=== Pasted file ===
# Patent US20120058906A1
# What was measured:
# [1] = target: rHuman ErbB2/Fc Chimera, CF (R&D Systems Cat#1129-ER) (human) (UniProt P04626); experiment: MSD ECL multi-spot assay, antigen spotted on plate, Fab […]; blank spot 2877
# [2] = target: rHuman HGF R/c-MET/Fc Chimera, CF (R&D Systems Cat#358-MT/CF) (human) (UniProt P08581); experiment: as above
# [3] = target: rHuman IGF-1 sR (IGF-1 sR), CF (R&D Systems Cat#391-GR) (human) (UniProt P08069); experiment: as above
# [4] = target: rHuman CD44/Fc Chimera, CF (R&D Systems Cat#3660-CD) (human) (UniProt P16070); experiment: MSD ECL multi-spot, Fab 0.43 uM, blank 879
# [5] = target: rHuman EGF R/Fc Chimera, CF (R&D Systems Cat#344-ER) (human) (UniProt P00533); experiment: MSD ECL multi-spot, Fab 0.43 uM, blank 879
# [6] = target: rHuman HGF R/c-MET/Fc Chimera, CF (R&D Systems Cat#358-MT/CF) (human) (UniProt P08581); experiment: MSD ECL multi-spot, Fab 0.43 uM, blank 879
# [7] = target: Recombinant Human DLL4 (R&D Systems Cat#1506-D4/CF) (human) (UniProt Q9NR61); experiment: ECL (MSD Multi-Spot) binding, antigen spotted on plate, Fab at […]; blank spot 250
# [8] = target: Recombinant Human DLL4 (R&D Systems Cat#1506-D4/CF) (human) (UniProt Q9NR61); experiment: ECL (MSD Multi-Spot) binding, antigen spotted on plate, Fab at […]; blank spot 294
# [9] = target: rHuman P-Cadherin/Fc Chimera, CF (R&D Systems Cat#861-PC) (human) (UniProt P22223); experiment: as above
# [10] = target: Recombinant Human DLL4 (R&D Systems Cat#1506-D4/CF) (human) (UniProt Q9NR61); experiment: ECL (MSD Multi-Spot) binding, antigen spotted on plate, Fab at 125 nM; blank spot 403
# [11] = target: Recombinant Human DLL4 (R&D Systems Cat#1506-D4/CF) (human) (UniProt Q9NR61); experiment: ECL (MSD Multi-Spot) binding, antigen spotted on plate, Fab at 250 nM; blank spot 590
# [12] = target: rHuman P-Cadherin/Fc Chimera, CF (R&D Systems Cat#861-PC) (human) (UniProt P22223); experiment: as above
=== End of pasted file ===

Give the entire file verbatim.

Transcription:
# Patent US20120058906A1
# What was measured:
# [1] = target: rHuman ErbB2/Fc Chimera, CF (R&D Systems Cat#1129-ER) (human) (UniProt P04626); experiment: MSD ECL multi-spot assay, antigen spotted on plate, Fab […]; blank spot 2877
# [2] = target: rHuman HGF R/c-MET/Fc Chimera, CF (R&D Systems Cat#358-MT/CF) (human) (UniProt P08581); experiment: as above
# [3] = target: rHuman IGF-1 sR (IGF-1 sR), CF (R&D Systems Cat#391-GR) (human) (UniProt P08069); experiment: as above
# [4] = target: rHuman CD44/Fc Chimera, CF (R&D Systems Cat#3660-CD) (human) (UniProt P16070); experiment: MSD ECL multi-spot, Fab 0.43 uM, blank 879
# [5] = target: rHuman EGF R/Fc Chimera, CF (R&D Systems Cat#344-ER) (human) (UniProt P00533); experiment: MSD ECL multi-spot, Fab 0.43 uM, blank 879
# [6] = target: rHuman HGF R/c-MET/Fc Chimera, CF (R&D Systems Cat#358-MT/CF) (human) (UniProt P08581); experiment: MSD ECL multi-spot, Fab 0.43 uM, blank 879
# [7] = target: Recombinant Human DLL4 (R&D Systems Cat#1506-D4/CF) (human) (UniProt Q9NR61); experiment: ECL (MSD Multi-Spot) binding, antigen spotted on plate, Fab at […]; blank spot 250
# [8] = target: Recombinant Human DLL4 (R&D Systems Cat#1506-D4/CF) (human) (UniProt Q9NR61); experiment: ECL (MSD Multi-Spot) binding, antigen spotted on plate, Fab at […]; blank spot 294
# [9] = target: rHuman P-Cadherin/Fc Chimera, CF (R&D Systems Cat#861-PC) (human) (UniProt P22223); experiment: as above
# [10] = target: Recombinant Human DLL4 (R&D Systems Cat#1506-D4/CF) (human) (UniProt Q9NR61); experiment: ECL (MSD Multi-Spot) binding, antigen spotted on plate, Fab at 125 nM; blank spot 403
# [11] = target: Recombinant Human DLL4 (R&D Systems Cat#1506-D4/CF) (human) (UniProt Q9NR61); experiment: ECL (MSD Multi-Spot) binding, antigen spotted on plate, Fab at 250 nM; blank spot 590
# [12] = target: rHuman P-Cadherin/Fc Chimera, CF (R&D Systems Cat#861-PC) (human) (UniProt P22223); experiment: as above